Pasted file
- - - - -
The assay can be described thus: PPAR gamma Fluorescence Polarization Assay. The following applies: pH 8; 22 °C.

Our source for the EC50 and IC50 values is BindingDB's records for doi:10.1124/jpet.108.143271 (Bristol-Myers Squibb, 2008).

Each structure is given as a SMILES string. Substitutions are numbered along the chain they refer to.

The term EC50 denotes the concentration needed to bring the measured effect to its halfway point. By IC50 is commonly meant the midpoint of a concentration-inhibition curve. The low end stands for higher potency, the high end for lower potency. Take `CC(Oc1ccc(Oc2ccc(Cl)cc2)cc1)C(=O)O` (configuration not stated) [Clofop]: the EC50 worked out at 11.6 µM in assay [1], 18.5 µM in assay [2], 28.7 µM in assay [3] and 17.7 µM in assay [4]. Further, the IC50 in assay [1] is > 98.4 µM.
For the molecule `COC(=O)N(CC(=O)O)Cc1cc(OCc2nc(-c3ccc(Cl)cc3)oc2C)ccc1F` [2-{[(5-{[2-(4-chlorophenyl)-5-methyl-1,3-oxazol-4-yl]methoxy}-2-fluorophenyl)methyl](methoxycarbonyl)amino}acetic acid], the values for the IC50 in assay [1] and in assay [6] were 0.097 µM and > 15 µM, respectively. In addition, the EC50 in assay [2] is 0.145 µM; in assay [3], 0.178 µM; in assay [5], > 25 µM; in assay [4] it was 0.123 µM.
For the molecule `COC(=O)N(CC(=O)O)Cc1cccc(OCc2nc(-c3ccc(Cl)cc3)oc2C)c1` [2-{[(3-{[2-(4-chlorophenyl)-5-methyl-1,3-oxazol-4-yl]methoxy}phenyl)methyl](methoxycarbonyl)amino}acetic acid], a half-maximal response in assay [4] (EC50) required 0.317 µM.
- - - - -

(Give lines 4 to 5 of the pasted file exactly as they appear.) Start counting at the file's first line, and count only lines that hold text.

The term EC50 denotes the concentration needed to bring the measured effect to its halfway point. By IC50 is commonly meant the midpoint of a concentration-inhibition curve. The low end stands for higher potency, the high end for lower potency. Take `CC(Oc1ccc(Oc2ccc(Cl)cc2)cc1)C(=O)O` (configuration not stated) [Clofop]: the EC50 worked out at 11.6 µM in assay [1], 18.5 µM in assay [2], 28.7 µM in assay [3] and 17.7 µM in assay [4]. Further, the IC50 in assay [1] is > 98.4 µM.
For the molecule `COC(=O)N(CC(=O)O)Cc1cc(OCc2nc(-c3ccc(Cl)cc3)oc2C)ccc1F` [2-{[(5-{[2-(4-chlorophenyl)-5-methyl-1,3-oxazol-4-yl]methoxy}-2-fluorophenyl)methyl](methoxycarbonyl)amino}acetic acid], the values for the IC50 in assay [1] and in assay [6] were 0.097 µM and > 15 µM, respectively. In addition, the EC50 in assay [2] is 0.145 µM; in assay [3], 0.178 µM; in assay [5], > 25 µM; in assay [4] it was 0.123 µM.